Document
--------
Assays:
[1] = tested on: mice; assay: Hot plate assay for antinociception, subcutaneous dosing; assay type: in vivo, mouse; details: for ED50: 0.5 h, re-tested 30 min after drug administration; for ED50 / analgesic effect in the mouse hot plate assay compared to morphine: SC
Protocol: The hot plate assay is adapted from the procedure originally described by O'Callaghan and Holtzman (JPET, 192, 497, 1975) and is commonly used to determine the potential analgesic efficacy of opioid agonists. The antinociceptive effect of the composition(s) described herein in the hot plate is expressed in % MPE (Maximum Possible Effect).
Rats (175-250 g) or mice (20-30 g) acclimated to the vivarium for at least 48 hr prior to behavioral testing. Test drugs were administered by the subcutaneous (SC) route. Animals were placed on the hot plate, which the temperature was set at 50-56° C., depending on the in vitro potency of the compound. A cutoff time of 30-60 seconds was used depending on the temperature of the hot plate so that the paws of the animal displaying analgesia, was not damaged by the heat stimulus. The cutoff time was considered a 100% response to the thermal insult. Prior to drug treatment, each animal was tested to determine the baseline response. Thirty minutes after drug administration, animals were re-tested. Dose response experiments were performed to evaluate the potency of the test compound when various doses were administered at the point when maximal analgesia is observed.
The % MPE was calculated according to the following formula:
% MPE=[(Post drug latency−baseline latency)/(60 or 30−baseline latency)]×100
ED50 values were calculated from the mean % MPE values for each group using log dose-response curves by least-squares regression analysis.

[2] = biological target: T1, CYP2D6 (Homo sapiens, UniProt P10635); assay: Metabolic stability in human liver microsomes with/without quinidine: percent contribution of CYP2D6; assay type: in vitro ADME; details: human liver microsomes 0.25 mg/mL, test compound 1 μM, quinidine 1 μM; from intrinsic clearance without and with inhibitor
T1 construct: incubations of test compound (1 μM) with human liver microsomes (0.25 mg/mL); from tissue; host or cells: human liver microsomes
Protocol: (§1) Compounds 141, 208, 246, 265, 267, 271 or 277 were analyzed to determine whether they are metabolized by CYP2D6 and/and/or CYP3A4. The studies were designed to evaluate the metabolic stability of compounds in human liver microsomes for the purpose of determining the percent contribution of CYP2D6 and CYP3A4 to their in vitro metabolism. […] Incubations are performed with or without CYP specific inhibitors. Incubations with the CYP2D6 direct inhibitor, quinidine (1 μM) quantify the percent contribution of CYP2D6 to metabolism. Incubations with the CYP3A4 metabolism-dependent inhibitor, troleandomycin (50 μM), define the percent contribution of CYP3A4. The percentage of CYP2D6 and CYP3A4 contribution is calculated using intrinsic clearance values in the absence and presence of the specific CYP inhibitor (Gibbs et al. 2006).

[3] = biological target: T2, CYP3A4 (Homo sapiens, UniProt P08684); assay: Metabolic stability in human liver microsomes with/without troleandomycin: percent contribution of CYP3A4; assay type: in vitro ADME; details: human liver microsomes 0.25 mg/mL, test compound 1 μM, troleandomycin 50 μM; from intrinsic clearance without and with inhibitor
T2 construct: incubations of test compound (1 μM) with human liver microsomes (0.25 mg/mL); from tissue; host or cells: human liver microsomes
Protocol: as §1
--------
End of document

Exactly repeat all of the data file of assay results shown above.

Assays:
[1] = tested on: mice; assay: Hot plate assay for antinociception, subcutaneous dosing; assay type: in vivo, mouse; details: for ED50: 0.5 h, re-tested 30 min after drug administration; for ED50 / analgesic effect in the mouse hot plate assay compared to morphine: SC
Protocol: The hot plate assay is adapted from the procedure originally described by O'Callaghan and Holtzman (JPET, 192, 497, 1975) and is commonly used to determine the potential analgesic efficacy of opioid agonists. The antinociceptive effect of the composition(s) described herein in the hot plate is expressed in % MPE (Maximum Possible Effect).
Rats (175-250 g) or mice (20-30 g) acclimated to the vivarium for at least 48 hr prior to behavioral testing. Test drugs were administered by the subcutaneous (SC) route. Animals were placed on the hot plate, which the temperature was set at 50-56° C., depending on the in vitro potency of the compound. A cutoff time of 30-60 seconds was used depending on the temperature of the hot plate so that the paws of the animal displaying analgesia, was not damaged by the heat stimulus. The cutoff time was considered a 100% response to the thermal insult. Prior to drug treatment, each animal was tested to determine the baseline response. Thirty minutes after drug administration, animals were re-tested. Dose response experiments were performed to evaluate the potency of the test compound when various doses were administered at the point when maximal analgesia is observed.
The % MPE was calculated according to the following formula:
% MPE=[(Post drug latency−baseline latency)/(60 or 30−baseline latency)]×100
ED50 values were calculated from the mean % MPE values for each group using log dose-response curves by least-squares regression analysis.

[2] = biological target: T1, CYP2D6 (Homo sapiens, UniProt P10635); assay: Metabolic stability in human liver microsomes with/without quinidine: percent contribution of CYP2D6; assay type: in vitro ADME; details: human liver microsomes 0.25 mg/mL, test compound 1 μM, quinidine 1 μM; from intrinsic clearance without and with inhibitor
T1 construct: incubations of test compound (1 μM) with human liver microsomes (0.25 mg/mL); from tissue; host or cells: human liver microsomes
Protocol: (§1) Compounds 141, 208, 246, 265, 267, 271 or 277 were analyzed to determine whether they are metabolized by CYP2D6 and/and/or CYP3A4. The studies were designed to evaluate the metabolic stability of compounds in human liver microsomes for the purpose of determining the percent contribution of CYP2D6 and CYP3A4 to their in vitro metabolism. […] Incubations are performed with or without CYP specific inhibitors. Incubations with the CYP2D6 direct inhibitor, quinidine (1 μM) quantify the percent contribution of CYP2D6 to metabolism. Incubations with the CYP3A4 metabolism-dependent inhibitor, troleandomycin (50 μM), define the percent contribution of CYP3A4. The percentage of CYP2D6 and CYP3A4 contribution is calculated using intrinsic clearance values in the absence and presence of the specific CYP inhibitor (Gibbs et al. 2006).

[3] = biological target: T2, CYP3A4 (Homo sapiens, UniProt P08684); assay: Metabolic stability in human liver microsomes with/without troleandomycin: percent contribution of CYP3A4; assay type: in vitro ADME; details: human liver microsomes 0.25 mg/mL, test compound 1 μM, troleandomycin 50 μM; from intrinsic clearance without and with inhibitor
T2 construct: incubations of test compound (1 μM) with human liver microsomes (0.25 mg/mL); from tissue; host or cells: human liver microsomes
Protocol: as §1